THERE is little in the way of fair and even-handed reporting across print and broadcast media outlets on issues relating to Moral Law. And nowhere is it more keenly felt than the reports of the recent Belfast’s Pride Rally in the mainstream press.
Reporting on the event, BBC Radio Ulster claimed the rally, which saw PSNI (Police Service of Northern Ireland) and Gardaí officers march in uniform in the parade for the first time, was the “biggest rally to have taken place” there, attracting upwards of five thousand people.
It seems Northern Irish reporters share an increasing pandemic of selective-amnesia in relation to big rallies in the city. A conservative estimate of the numbers of people attending the 2016 Pro Life Rally held in Belfast sits at 12,500 people with BBC reports rounding this off to just “thousands” in their news reports that followed.
Leo Varadkar, the Republic of Ireland’s first openly gay Taoiseach, told the media on Saturday it is “only a matter of time” before the law on same sex unions in Northern Ireland is liberalised. To which no opposition was reported.
92 year-old Cannon Bernard Magee, from Kilmegan Parish, Castlewellan, County Down, claimed a war is now raging for the control of hearts and minds with misleading national news reports which are no longer neutral or balanced but instead Left-Liberal propaganda outlets.
The Canon has been well acquainted with war on many different levels throughout his many years as priest. He still carries a bullet in his brain from September 1974 when he was shot in the head by gun men in the grounds of his chapel for which he was parish priest at the time. Targeted for being a Catholic priest in a Protestant heartland.
He was the first person on the scene administering the Last Rites to the victims of two UVF atrocities, McGurk’s Bar in Belfast in 1971 and the Heights Bar, Loughinisland 23 years later.
Renowned among his parishioners as being a deeply humble man, he usually steers well clear of the media spotlight but given the current attack on Christian morality he not only felt compelled to speak out when he was asked to comment, but had the courage to be among the few who would.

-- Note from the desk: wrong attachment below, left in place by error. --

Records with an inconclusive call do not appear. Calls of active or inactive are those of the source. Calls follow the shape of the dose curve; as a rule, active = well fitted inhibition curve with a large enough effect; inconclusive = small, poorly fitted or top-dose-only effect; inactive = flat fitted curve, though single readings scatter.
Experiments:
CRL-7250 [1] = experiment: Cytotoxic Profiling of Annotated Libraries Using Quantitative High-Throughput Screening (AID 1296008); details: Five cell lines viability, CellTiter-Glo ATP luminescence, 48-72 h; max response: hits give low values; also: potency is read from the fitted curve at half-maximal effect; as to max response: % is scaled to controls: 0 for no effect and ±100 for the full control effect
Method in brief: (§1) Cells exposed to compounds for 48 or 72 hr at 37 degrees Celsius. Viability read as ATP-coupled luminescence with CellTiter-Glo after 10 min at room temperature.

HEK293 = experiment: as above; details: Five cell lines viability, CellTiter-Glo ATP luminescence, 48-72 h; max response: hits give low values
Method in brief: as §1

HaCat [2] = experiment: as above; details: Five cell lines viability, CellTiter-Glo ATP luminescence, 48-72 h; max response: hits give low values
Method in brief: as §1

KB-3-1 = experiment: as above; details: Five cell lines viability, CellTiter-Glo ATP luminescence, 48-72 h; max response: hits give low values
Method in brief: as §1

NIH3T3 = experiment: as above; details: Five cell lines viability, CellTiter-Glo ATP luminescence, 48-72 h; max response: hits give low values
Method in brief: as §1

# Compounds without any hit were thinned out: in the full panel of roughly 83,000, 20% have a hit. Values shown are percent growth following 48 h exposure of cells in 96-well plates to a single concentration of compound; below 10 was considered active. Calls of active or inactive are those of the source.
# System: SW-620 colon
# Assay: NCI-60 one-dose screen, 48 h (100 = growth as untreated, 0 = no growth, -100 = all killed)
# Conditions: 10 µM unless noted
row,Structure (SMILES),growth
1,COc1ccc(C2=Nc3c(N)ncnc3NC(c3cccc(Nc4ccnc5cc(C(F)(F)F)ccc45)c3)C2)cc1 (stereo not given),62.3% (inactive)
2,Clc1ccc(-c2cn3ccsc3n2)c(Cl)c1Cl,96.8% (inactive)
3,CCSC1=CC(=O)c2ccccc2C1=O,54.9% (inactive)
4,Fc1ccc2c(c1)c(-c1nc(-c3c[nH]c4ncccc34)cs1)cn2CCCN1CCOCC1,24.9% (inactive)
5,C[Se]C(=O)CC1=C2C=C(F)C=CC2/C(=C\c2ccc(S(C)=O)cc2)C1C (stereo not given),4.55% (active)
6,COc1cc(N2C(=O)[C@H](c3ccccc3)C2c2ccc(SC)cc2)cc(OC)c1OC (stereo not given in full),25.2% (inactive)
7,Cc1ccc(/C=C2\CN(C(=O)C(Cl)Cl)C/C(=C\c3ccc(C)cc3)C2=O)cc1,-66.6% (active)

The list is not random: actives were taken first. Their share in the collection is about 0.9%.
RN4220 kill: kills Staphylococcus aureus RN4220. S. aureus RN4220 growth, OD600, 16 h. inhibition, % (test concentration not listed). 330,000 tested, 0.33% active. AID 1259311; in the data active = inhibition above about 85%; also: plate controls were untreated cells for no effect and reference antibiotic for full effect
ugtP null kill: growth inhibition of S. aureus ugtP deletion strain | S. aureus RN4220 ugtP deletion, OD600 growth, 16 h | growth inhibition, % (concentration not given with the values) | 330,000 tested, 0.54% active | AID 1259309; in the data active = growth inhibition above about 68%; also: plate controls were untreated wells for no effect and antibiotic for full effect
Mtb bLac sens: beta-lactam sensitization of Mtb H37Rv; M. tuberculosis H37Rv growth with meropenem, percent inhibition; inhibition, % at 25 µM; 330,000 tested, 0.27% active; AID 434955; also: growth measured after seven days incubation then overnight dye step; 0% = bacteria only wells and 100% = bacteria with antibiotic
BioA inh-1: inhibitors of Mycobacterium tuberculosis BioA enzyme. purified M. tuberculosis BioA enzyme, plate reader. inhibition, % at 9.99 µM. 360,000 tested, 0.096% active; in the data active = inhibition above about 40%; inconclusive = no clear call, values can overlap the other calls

“The first casualty of any war is the truth,” said the Canon, “and this crisis is no different. We are living in an increasingly secular society where God’s law is under threat every day. The consequence of misleading propaganda being repeated time and time again only serves to corrupt hearts and minds especially the youth. ”
He added: “A Christian’s right to conscientious objection is being eroded little by little and we’re being forced into accepting this agenda. An agenda that Pope St. John Paul II referred to as, ‘a dictatorship of relativism’. A dictatorship were right and wrong become obscured. It would be erroneous not to oppose this.”
Meanwhile, the largest political party, the DUP, is opposed to a change in Northern Irish law and has used a blocking mechanism known as a petition of concern to block motions to change the law, but in the face of fierce opposition, many wonder for how much longer. The party has previously rejected accusations it is homophobic and said it is protecting the “traditional” definition of marriage between a man and a woman.
The issue of same-sex-unions is one of the major stumbling blocks in the ongoing Stormont-Stand-Off with Sinn Fein demanding the DUP stop blocking a law change. During the last debate on equal marriage in Stormont earlier this year only four out of 53 unionists voted in favour of marriage equality. This was the fourth Stormont vote within four years.
A total of 98 members voted. In the end there were just two votes in it, 49 against 47. Catholic Nationalists voted, of which 37 voted yes [100 per cent,] 53 Protestant Unionists voted, of which four voted yes [7.5 per cent]. Five SDLP members failed to attend the vote and three Alliance party members abstained.
The North of Ireland appears to be hot on the heels of its southern neighbour and has been dragged to this threshold by her leaders and decision makers.
In that prophetic question once asked by Luke Kelly, ‘For What Died the Sons of Roisin?’ How would he write his final verse today? It is becoming clear there is an aggressive and sustained attack on, marriage and the family and we seem to be departing very quickly from its fundamental basis – that is in bringing up children.
Why is Ireland being forced to celebrate homosexuality? The media seem determined to exploit the gay community. When then, will our nation, ‘rise up and live out the true meaning of its creed’. Then we can both look forward to a time when, as Luke Kelly alluded to: ‘When those brave men who fought and died that Róisín live again with pride.’